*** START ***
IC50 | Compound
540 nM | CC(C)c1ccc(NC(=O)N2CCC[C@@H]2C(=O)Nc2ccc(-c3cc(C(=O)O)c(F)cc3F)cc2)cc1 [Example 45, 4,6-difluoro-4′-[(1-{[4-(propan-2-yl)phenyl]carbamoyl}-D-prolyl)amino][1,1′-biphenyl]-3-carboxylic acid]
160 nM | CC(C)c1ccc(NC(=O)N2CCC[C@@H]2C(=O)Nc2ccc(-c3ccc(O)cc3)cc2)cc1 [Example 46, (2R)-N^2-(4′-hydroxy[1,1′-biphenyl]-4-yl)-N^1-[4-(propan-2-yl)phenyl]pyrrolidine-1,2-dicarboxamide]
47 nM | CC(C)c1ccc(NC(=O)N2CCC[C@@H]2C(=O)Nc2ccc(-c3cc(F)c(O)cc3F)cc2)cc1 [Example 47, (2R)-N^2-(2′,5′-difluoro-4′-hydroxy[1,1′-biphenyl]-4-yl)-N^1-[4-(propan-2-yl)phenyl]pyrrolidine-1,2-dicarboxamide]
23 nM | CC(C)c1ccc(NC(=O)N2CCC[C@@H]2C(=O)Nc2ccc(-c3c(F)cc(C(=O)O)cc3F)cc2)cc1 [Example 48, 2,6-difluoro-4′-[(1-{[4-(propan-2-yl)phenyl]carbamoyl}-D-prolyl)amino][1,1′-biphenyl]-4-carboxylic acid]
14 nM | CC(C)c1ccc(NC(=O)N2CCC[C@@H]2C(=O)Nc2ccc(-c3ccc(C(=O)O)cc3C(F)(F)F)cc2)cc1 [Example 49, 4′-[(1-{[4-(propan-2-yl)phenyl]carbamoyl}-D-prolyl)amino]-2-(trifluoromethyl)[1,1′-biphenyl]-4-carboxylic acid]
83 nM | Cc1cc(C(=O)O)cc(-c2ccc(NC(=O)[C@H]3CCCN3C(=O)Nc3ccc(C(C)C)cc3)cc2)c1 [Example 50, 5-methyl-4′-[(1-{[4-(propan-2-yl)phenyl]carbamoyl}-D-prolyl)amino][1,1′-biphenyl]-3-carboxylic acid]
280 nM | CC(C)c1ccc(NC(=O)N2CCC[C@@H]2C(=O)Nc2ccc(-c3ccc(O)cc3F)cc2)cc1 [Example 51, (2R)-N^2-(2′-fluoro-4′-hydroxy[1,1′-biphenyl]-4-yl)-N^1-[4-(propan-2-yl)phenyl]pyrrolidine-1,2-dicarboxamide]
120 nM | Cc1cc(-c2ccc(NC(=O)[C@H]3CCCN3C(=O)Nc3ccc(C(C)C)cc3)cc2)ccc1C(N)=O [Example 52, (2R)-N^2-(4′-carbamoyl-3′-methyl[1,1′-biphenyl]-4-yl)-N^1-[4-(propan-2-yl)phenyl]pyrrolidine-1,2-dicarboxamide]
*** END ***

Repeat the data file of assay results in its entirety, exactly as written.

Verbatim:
IC50 | Compound
540 nM | CC(C)c1ccc(NC(=O)N2CCC[C@@H]2C(=O)Nc2ccc(-c3cc(C(=O)O)c(F)cc3F)cc2)cc1 [Example 45, 4,6-difluoro-4′-[(1-{[4-(propan-2-yl)phenyl]carbamoyl}-D-prolyl)amino][1,1′-biphenyl]-3-carboxylic acid]
160 nM | CC(C)c1ccc(NC(=O)N2CCC[C@@H]2C(=O)Nc2ccc(-c3ccc(O)cc3)cc2)cc1 [Example 46, (2R)-N^2-(4′-hydroxy[1,1′-biphenyl]-4-yl)-N^1-[4-(propan-2-yl)phenyl]pyrrolidine-1,2-dicarboxamide]
47 nM | CC(C)c1ccc(NC(=O)N2CCC[C@@H]2C(=O)Nc2ccc(-c3cc(F)c(O)cc3F)cc2)cc1 [Example 47, (2R)-N^2-(2′,5′-difluoro-4′-hydroxy[1,1′-biphenyl]-4-yl)-N^1-[4-(propan-2-yl)phenyl]pyrrolidine-1,2-dicarboxamide]
23 nM | CC(C)c1ccc(NC(=O)N2CCC[C@@H]2C(=O)Nc2ccc(-c3c(F)cc(C(=O)O)cc3F)cc2)cc1 [Example 48, 2,6-difluoro-4′-[(1-{[4-(propan-2-yl)phenyl]carbamoyl}-D-prolyl)amino][1,1′-biphenyl]-4-carboxylic acid]
14 nM | CC(C)c1ccc(NC(=O)N2CCC[C@@H]2C(=O)Nc2ccc(-c3ccc(C(=O)O)cc3C(F)(F)F)cc2)cc1 [Example 49, 4′-[(1-{[4-(propan-2-yl)phenyl]carbamoyl}-D-prolyl)amino]-2-(trifluoromethyl)[1,1′-biphenyl]-4-carboxylic acid]
83 nM | Cc1cc(C(=O)O)cc(-c2ccc(NC(=O)[C@H]3CCCN3C(=O)Nc3ccc(C(C)C)cc3)cc2)c1 [Example 50, 5-methyl-4′-[(1-{[4-(propan-2-yl)phenyl]carbamoyl}-D-prolyl)amino][1,1′-biphenyl]-3-carboxylic acid]
280 nM | CC(C)c1ccc(NC(=O)N2CCC[C@@H]2C(=O)Nc2ccc(-c3ccc(O)cc3F)cc2)cc1 [Example 51, (2R)-N^2-(2′-fluoro-4′-hydroxy[1,1′-biphenyl]-4-yl)-N^1-[4-(propan-2-yl)phenyl]pyrrolidine-1,2-dicarboxamide]
120 nM | Cc1cc(-c2ccc(NC(=O)[C@H]3CCCN3C(=O)Nc3ccc(C(C)C)cc3)cc2)ccc1C(N)=O [Example 52, (2R)-N^2-(4′-carbamoyl-3′-methyl[1,1′-biphenyl]-4-yl)-N^1-[4-(propan-2-yl)phenyl]pyrrolidine-1,2-dicarboxamide]